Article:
Job qualification ideology Print
Human Development - Employment

Job qualification ideology


Whether you are qualified for a certain position or not depends on a number of factors and points of view; yours, that of your future employer and possibly that of your representative or agency. That is why we speak of "ideologies". It seems everyone has a different idea of what qualification is all about.

Do you find yourself qualified?

Qualification is usually a key issue in getting a position. But proving that you have the right skills to do the work properly can be one of the most difficult points to bring across.

Many job postings will list a number of necessary diplomas, certificates, skills and related experience which is thought to be necessary. These can be either considered as absolute facts, or, depending on the position, as guidelines.

In an ideal world you want the position to be filled by someone who can start on Day 1 and get straight to work and do a great job. But the world is not ideal in its workings and even with the most specialist, simple or straightforward of positions there is always a period of learning. The real question of qualification is: "How long will it take the new employer to do the job right?"

Will your prospective employer find you qualified?

Totally convinced that you are perfectly qualified your interviewer, prospective employer or employment agency may think otherwise. It can be difficult to change people's minds once they are made up, but it's certainly not impossible. For example, you can offer to prove your qualification by doing a (number of) test(s).

Many employers subject their applicants to any number of tests. From a simple IQ-type multiple choice test to scheduled afternoons for completing a barrage of test including language, technical, communicative, psychological profile and social skills.

While all of these tests still only give a relative answer to whether you can do the job well, they do help in pinpointing your strong and weak areas. Never refuse to do these tests. Even if you don't get the job, they do provide valuable insight and experience regarding the process of applying for work. If at all possible, ask to see or speak about your test results. All too often these tests are filed without you ever knowing the outcome.

Are you qualified because of your schooling?

If you apply for a job simply because you have the schooling that was listed be prepared for rejection. Perhaps a hard statement but without any experience whatsoever chances are high they will not hire you in the hope of finding someone with both the papers and the experience.

This problem is typical of people re-entering the job market or having undergone retraining because their old skills were either unwanted or they wanted to change profession.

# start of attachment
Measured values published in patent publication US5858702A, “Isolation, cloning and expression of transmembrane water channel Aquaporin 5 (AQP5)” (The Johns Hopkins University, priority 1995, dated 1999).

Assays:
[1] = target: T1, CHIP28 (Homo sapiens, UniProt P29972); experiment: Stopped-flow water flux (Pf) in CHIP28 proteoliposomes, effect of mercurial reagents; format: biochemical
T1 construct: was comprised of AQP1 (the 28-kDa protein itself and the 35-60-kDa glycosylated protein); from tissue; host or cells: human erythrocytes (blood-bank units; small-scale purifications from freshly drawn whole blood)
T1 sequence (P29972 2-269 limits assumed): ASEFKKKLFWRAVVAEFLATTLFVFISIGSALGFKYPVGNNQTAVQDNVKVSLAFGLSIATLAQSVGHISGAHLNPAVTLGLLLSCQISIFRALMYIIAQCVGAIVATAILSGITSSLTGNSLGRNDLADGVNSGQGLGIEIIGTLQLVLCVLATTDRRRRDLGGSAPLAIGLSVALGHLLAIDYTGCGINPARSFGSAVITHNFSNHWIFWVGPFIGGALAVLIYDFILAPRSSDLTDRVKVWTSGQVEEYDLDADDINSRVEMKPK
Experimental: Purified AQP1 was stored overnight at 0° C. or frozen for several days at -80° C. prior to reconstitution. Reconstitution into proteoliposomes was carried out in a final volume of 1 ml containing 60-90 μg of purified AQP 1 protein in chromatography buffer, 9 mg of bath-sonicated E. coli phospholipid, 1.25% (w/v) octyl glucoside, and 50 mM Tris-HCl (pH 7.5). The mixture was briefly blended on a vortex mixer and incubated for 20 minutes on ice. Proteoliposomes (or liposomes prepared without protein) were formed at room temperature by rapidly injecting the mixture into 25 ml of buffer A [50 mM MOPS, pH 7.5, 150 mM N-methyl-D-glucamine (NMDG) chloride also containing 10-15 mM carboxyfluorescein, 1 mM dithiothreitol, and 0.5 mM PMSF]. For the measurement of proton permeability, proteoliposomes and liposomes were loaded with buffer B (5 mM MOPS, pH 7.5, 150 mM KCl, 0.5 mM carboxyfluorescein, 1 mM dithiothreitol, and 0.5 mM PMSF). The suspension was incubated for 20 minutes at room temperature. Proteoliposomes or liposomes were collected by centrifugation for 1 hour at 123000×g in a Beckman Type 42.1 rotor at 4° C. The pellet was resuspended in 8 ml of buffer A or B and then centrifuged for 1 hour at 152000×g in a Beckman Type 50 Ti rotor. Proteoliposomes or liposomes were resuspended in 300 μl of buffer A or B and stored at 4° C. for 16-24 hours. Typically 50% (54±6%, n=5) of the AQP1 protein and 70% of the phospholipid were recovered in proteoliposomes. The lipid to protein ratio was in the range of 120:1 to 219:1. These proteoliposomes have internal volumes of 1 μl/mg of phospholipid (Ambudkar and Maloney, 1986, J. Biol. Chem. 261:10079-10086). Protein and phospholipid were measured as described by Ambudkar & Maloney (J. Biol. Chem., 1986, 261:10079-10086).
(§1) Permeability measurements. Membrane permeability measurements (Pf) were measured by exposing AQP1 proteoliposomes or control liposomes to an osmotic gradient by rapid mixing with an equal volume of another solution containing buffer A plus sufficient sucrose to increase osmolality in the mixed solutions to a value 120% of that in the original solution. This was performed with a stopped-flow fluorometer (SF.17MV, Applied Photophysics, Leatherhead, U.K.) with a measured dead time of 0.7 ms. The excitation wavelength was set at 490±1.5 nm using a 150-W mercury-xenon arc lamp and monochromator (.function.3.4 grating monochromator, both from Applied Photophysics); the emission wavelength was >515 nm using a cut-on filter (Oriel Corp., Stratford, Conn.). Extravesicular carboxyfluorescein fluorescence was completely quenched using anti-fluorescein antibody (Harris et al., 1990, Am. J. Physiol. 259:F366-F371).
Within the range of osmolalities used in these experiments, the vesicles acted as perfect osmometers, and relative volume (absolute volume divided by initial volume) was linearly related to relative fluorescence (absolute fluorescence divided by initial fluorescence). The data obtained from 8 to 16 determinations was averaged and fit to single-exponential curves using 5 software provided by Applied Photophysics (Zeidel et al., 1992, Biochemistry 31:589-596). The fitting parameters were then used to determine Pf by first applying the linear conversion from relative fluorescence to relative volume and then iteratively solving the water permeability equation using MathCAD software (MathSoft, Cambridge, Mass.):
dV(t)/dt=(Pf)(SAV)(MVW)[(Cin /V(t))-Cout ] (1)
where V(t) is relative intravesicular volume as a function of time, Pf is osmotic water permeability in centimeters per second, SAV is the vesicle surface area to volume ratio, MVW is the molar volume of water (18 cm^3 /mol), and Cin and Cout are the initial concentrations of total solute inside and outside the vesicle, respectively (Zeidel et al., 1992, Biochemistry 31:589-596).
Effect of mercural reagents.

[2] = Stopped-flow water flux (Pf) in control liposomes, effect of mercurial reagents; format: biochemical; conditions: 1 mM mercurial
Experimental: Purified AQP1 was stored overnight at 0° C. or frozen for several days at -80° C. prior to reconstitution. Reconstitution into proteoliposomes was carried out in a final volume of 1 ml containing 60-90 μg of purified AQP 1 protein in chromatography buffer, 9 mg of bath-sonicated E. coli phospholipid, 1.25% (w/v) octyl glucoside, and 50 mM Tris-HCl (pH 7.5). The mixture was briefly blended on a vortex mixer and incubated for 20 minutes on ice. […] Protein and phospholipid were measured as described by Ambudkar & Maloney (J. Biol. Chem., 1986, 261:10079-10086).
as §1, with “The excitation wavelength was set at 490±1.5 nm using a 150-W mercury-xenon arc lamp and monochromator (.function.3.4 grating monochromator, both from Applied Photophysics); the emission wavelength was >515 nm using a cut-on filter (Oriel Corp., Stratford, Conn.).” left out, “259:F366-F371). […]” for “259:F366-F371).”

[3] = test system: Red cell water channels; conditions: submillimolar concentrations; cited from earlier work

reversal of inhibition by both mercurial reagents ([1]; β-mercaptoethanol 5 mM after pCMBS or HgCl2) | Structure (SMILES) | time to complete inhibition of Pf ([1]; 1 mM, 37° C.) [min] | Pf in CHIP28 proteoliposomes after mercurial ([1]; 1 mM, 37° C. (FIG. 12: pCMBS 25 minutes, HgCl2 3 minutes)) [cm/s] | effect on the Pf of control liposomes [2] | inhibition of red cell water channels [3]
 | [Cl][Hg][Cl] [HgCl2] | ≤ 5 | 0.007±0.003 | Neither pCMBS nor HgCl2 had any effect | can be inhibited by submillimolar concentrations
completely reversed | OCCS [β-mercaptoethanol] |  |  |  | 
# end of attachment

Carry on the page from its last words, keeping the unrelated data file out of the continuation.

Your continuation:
Another problem of re-entering or changing professions is that your start salary may be much lower than what you were used to or expected to get. Are you really prepared to start all over?

Are you qualified because of your job experience?

Or are you simply convinced this is the job for you?


If you feel your qualifications are lacking for the job (of your dreams) it may be worth your while to take some courses first. To bring your knowledge up to date you don't need to go into a study frenzy lasting months. A couple of short, targeted lessons may be all you need to get that extra piece of paper.

Even if you do not have impressive diplomas or degrees, showing a prospective  employer that you are willing to do training, that you have and are still doing so to keep up to date in your field, puts you ahead of someone who didn't or doesn't.

There are several reasons why a training course can significantly increase your chances to either get a better position (promotion) at the organisation you currently work for or to improve your chances to land a better (paid) job.

New to the job market

Even young people who have just finished their education, be it secondary or college/university level, may find that they still lack the right skills to land a good job. Don't despair after another rejection. Just because you have proven you can learn does not mean an organisation will hire you right away.

Especially if you did not specialize your education, you may well lack the knowledge required. Taking a short training course to bring you up to date can be the answer.

Re-entering the job market

When re-entering the job market your old skills may need renewing as much as you yourself need to get back into the routine. You can either prepare yourself with a complete course or a training program aimed at refreshing your skills.

Get paid while you (re)train

At the job interview itself you can successfully negotiate with your prospective employer that you already have the course information at hand to bring you fully up to date and that you are ready to sign up for it provided they foot the bill. Sounds unbelievable? It will happen if you talk about it.

An employment contract is easily adjusted to protect your employer and yourself if they agree to pay your way. Most contracts already have a Training Clause (See also Employment Contracts) and there is nothing wrong with showing initiative right from the start.

We have selected a number of on and off line training centers which specialize in technology and computer related training. Feel free to browse through their information, there is no obligation. Note that not all centers will provide their services internationally.


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